MIAMI (CNET) — With Verizon Wireless and AT&T piling on more restrictions to their data plans, T-Mobile USA is going the opposite route with a new truly unlimited plan.
CBS-owned CNET reports that, starting September 5, T-Mobile will take a page out of Sprint Nextel’s playbook and offer a truly unlimited data plan — one without any caps, throttled connections, or overage charges.
T-Mobile says that customer demand has driven the change, but the move comes after Verizon and AT&T have both moved away from unlimited plans and focused on capped shared data plans that have irked some consumers with their complicated options.
T-Mobile argues that the offering is superior to Sprint Nextel, which also offers a fully unlimited data plan, but lacks the same coverage for high-speed wireless services.
“We think it’s counter-punch to every option that’s out there,” said Harry Thomas, director of segment marketing for T-Mobile.
T-Mobile is a distant fourth-place among the national carriers and needs every edge it can get to catch up. The company has seen its contract customers defect, either moving up and signing a contract with one of the other nationwide carriers, or moving down to one of the more affordable prepaid options.
Given the attention that data limits have gotten, T-Mobile could see some customers giving it a second look. Sprint has already said its unlimited plan has helped set it apart, particularly when paired with the iPhone.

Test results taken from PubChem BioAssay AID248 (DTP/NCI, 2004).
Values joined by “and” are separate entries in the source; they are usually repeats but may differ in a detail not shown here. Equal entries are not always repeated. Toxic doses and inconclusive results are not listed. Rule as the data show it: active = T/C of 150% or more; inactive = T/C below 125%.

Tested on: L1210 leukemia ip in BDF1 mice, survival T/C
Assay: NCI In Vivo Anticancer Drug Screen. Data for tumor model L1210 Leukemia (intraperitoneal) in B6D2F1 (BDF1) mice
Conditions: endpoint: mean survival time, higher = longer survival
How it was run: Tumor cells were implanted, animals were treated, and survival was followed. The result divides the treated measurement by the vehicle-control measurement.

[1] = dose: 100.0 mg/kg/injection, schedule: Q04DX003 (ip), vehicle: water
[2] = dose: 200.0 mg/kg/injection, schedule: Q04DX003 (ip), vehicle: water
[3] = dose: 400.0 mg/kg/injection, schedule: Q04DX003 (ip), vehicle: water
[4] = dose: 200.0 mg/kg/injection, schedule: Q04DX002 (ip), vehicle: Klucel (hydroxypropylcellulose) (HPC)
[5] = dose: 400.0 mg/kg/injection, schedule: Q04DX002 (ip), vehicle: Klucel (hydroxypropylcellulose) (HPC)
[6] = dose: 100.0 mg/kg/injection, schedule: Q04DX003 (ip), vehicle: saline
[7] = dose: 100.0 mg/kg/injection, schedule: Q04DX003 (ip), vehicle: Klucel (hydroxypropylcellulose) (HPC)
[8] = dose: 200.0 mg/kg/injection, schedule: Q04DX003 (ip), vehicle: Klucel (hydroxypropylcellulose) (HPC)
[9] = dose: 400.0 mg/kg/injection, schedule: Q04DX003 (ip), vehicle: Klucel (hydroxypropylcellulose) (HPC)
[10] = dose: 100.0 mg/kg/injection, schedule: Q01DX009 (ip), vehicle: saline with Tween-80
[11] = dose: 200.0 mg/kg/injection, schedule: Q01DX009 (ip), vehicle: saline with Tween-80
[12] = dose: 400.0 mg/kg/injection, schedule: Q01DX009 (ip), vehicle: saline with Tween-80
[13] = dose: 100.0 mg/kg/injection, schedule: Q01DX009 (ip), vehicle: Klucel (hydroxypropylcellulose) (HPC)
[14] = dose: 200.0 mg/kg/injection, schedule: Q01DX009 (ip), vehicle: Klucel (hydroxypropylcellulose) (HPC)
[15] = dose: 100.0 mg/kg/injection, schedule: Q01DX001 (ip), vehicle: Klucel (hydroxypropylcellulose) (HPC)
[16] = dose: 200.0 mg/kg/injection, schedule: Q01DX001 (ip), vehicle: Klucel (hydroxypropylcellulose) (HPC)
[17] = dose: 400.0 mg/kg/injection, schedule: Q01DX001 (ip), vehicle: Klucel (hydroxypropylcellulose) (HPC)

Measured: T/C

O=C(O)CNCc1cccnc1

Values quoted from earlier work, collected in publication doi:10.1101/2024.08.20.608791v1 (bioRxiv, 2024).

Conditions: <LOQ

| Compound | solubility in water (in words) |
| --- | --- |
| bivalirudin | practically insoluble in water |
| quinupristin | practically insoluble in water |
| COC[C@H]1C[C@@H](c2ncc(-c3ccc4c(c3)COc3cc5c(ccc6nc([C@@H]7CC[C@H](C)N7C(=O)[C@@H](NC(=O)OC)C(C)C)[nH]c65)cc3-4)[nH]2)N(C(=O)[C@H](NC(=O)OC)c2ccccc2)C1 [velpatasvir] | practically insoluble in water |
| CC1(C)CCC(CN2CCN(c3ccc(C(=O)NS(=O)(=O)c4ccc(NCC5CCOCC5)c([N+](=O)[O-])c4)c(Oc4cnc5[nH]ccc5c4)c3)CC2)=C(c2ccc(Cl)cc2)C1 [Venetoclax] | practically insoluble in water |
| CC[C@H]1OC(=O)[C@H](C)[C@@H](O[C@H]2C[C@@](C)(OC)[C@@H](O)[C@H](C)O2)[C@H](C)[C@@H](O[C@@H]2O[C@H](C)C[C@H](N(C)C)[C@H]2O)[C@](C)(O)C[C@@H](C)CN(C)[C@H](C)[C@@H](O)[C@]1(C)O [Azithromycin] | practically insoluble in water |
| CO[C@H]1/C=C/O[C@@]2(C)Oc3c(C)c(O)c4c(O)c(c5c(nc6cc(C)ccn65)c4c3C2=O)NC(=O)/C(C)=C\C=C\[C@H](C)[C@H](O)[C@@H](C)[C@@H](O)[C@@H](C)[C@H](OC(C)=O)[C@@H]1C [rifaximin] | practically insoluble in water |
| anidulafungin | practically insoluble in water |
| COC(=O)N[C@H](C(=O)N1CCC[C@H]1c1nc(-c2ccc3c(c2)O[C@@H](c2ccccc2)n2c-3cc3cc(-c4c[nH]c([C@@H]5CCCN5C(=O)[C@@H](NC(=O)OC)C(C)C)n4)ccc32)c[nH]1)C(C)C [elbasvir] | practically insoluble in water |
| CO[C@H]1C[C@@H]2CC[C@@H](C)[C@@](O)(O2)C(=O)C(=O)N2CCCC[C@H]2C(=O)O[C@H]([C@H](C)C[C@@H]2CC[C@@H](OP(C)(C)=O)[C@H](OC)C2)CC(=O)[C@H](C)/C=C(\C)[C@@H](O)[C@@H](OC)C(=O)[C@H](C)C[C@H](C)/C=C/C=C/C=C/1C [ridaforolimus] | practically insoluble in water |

T-Mobile is one of the few carriers that doesn’t sell the iPhone, but it offers a micro-SIM card that allows consumers to bring unlocked iPhones from rivals.
The move to unlimited seems to fly in the face of the carrier’s rhetoric about capacity constraints — arguments it made when it was poised to be acquired by AT&T.
But Thomas said T-Mobile is working to ensure there is enough capacity for its users. In addition to obtaining spectrum from AT&T as part of the break-up fee from the failed merger, the company is planning to swap spectrum with Verizon Wireless to improve coverage and is investing $4 billion in improving the network.
There are some restrictions. Customers can only choose to pair a smartphone with the unlimited option, and the mobile hotspot feature, which can connect other WiFi-enabled devices, isn’t available under the plan.
T-Mobile will keep its current line-up of plans with their restrictions. When a certain level is reached, T-Mobile will slow down the connection to a crawl, a practice known as throttling. But under its premium 5GB and 10GB plans, the hotspot feature is included.
The unlimited data plan costs $30 a month when bundled with a voice and text plan, which range between $49.99 and $59.99 a month, depending on whether the customer wants 500 voice minutes or an unlimited voice plan. Under its “value” no-contract option costs $25 on top of a bundle of voice and text messages, which ranges between $39.99 and $49.99.
In comparison, Sprint’s unlimited data plans for smartphones range between $79.99 and $109.99, depending on the number of minutes available.
Regional prepaid carrier MetroPCS, meanwhile, introduced yesterday a similar no-strings unlimited plan for $55, although it was described as a promotional offer with no set expiration date.
The T-Mobile plan will be available to existing and new customers, Thomas said, adding that this wasn’t a promotion, but a permanent option.